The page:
A group of 30 senators are once again urging HHS to update HIPAA to address ongoing misconceptions and patient privacy and safety risks. (Photo credit: "Capital Building - Washington D.C. - Night Shot" by fortherock is licensed under CC BY-SA 2.0.)

A group of 30 senators are urging the Department of Health and Human Services to update the Health Insurance Portability and Accountability Act to take proactive measures to bolster patient privacy protections for reproductive health information under new state of abortion laws.

Led by Sen. Patty Murray, D-Wash., the senators ask HHS Secretary Xavier Becerra to initiate the rulemaking process for updating HIPAA to “broadly restrict entities from sharing individuals’ reproductive health information without explicit consent, particularly for law enforcement, civil, or criminal proceedings premised on the provision of abortion care.”

Sens. Michael Bennet, D-Colo., and Catherine Cortez Masto, D-Nev., previously asked HHS to modify the HIPAA rule in early July. Following the Supreme Court’s Dobbs decision, HHS took actions to clarify privacy protections and issued further HIPAA guidance to address concerns

But widespread confusion remains within the healthcare space, particularly around when providers are required to “turn over” patient health information to state or local law enforcement. The senators have heard providers are uncertain about HIPAA requirements for these specific scenarios, whether it’s either permitted or even required by the privacy rule.

“In other cases, providers did not know that certain disclosures are actually impermissible,” the senators explained. There have also been clashes between providers and healthcare system administrators on whether certain information must be shared.”

Will misconceptions of HIPAA requirements worsen after Supreme Court ruling?

It appears as if many of the ongoing issues stem from misconceptions of HIPAA requirements, which the senators believe will only worsen as state lawmakers continue to enact a patchwork of state laws restricting abortion access and limiting some reproductive health services. 

The senators cited the long list of concerns privacy stakeholders have raised amid the abortion debacle, such as pregnant women avoiding care out of concern their reproductive health data will be used against them: combined with the HIPAA misconceptions and concrete privacy risks, HHS should use its authority to protect the safety and privacy of women.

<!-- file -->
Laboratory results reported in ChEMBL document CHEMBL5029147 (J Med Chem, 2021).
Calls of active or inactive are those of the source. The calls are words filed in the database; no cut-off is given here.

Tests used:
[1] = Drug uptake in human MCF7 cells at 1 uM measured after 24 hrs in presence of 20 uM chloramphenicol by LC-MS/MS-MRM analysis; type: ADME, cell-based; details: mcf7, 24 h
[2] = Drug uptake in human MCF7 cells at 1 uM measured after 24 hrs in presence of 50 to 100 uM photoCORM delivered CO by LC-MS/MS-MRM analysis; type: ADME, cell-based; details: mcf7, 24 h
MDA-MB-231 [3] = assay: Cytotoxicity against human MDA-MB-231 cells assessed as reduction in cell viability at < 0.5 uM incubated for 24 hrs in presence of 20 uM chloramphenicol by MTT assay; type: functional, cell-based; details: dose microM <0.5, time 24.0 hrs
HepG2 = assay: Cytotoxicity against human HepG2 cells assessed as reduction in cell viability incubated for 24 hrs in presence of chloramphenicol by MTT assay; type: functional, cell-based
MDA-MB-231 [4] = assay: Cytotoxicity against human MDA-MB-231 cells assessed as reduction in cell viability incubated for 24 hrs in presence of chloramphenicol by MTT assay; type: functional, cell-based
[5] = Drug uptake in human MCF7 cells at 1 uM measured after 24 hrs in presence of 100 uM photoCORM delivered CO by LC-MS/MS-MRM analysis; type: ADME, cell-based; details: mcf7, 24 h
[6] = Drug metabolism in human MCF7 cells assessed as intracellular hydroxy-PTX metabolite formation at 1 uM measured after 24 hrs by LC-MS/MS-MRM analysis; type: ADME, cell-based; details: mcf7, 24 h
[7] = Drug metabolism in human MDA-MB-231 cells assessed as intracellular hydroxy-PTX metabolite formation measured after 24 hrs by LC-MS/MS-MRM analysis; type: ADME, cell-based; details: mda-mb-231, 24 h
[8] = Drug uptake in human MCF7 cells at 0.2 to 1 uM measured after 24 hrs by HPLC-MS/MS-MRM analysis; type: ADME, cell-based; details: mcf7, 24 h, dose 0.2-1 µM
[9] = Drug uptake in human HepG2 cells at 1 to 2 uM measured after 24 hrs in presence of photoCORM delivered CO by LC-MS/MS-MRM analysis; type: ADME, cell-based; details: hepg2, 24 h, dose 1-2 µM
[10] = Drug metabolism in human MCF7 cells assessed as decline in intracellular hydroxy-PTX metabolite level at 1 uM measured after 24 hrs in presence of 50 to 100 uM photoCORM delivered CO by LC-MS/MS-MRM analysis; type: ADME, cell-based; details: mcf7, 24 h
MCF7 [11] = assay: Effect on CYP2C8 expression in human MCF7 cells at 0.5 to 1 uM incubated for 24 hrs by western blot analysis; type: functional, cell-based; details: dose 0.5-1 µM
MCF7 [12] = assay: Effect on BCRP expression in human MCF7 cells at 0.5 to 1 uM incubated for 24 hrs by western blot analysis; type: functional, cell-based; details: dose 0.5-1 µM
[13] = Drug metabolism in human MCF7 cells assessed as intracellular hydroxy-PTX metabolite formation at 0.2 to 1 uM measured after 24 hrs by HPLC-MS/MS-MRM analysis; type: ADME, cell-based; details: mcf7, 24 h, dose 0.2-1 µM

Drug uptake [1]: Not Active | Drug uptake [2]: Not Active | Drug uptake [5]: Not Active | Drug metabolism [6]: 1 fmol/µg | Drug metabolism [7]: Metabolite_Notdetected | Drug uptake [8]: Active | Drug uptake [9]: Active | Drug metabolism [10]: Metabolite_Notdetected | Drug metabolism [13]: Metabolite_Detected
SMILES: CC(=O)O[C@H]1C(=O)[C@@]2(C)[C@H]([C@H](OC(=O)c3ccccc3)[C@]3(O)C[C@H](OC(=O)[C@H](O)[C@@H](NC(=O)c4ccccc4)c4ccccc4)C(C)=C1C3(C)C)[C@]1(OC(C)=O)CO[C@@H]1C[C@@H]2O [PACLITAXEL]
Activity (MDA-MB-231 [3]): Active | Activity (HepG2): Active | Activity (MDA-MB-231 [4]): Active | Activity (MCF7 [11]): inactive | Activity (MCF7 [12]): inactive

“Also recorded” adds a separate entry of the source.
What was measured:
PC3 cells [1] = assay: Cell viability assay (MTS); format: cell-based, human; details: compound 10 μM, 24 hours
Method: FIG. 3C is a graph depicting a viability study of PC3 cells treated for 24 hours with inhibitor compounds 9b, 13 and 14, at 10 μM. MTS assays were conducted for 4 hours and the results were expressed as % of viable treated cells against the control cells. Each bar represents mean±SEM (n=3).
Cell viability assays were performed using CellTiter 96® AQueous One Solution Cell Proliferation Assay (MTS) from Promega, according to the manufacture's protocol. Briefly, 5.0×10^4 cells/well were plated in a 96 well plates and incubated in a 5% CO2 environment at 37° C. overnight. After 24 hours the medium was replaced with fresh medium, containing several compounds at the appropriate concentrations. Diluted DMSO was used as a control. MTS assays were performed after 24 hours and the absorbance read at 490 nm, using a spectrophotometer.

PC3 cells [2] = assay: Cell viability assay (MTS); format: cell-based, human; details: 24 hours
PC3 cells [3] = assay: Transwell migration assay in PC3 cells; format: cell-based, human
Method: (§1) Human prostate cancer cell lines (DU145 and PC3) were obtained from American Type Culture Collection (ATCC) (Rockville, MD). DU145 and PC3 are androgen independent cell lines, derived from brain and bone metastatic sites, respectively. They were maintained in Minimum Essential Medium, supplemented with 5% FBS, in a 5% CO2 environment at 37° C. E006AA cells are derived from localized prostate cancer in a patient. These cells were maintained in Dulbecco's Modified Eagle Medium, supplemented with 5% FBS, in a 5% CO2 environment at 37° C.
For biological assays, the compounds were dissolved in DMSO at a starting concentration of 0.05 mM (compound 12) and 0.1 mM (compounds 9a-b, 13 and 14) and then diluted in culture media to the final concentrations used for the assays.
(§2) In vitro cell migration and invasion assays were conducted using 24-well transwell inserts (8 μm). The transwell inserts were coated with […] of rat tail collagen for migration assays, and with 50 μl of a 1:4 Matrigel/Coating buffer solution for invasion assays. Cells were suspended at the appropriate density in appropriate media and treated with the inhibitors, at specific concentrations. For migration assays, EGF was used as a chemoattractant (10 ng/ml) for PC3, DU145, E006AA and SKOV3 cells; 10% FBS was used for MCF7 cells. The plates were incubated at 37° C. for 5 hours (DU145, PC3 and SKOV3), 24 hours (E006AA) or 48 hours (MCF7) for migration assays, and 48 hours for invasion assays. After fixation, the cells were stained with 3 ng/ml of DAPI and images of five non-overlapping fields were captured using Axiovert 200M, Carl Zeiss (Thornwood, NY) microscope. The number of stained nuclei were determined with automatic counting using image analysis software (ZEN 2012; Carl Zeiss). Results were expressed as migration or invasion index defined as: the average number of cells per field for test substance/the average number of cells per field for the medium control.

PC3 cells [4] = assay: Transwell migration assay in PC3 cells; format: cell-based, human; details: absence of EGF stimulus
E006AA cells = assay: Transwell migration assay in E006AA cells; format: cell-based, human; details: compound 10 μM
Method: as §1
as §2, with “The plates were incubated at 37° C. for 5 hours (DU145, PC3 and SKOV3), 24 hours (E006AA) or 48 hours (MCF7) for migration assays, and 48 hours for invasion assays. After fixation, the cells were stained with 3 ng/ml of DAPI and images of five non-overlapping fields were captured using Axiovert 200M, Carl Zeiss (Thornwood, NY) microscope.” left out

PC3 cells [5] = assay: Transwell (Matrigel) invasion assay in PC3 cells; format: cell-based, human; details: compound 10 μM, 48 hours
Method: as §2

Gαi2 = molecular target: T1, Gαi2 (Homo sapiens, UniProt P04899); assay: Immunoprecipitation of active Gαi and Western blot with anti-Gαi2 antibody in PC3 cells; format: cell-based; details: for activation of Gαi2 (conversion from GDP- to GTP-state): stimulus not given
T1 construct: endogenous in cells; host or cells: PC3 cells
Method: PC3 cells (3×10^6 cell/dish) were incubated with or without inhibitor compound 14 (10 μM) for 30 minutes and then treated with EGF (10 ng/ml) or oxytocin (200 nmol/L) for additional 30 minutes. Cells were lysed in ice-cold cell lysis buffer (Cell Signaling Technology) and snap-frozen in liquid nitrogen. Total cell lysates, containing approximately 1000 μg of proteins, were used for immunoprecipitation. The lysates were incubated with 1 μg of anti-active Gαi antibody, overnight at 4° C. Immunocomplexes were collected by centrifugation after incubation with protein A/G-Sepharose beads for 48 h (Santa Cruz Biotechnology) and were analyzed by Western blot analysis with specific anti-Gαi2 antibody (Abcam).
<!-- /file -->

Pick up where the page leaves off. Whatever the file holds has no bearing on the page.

HIPAA has protected health information for more than 20 years and includes specific examples of when health information may or may not be shared without a patient’s consent. But as Kayte Spector-Bagdady recently told SC Media, there are limitations to these protections.

“There are almost no protections under HIPAA or any other data privacy regulation in the U.S. to protect against a state law enforcement, subpoenaing, or discovery requests or any other kind of law enforcement technique to gather information because there are huge exceptions in HIPAA for criminal law enforcement requests,” Spector-Bagdady, associate director at the University of Michigan Medical School's Center for Bioethics and Social Sciences in Medicine, previously explained.

HHS and stakeholders have long recognized stronger protections are needed for HIPAA. The agency is currently working toward modifying the rule to reflect interoperability and info blocking rules, but the senators stressed there is more to be done.

As HHS moves ahead with the rulemaking, Becerra’s team should work to improve awareness and bolster current enforcement of privacy protections outlined in HIPAA. For one, HHS should work to educate the broader healthcare community about HIPAA obligations, particularly around “the difference between permissible and required disclosures.”

The agency should also support providers with educating patients on their privacy rights, as well as how HIPAA works with state laws and the legal consequences that can be incurred for HIPAA violations.

HHS should engage the full range of healthcare personnel, from providers and senior executives to pharmacists and compliance leaders, providing additional guidance, listening sessions, specific examples, webinars, and other educational avenues.

The senators also believe HHS should expand these educational efforts to reach patients on their HIPAA rights, specifically around when their data is allowed to be shared without their consent and their right “to request additional restrictions or corrections, and how to file a complaint with HHS.”

“HHS should ensure cases involving reproductive health information receive timely, appropriate attention for compliance and enforcement activities,” the senators added. “It’s critical HHS take all available action to fully protect women’s privacy and their ability to safely and confidentially seek medical care.”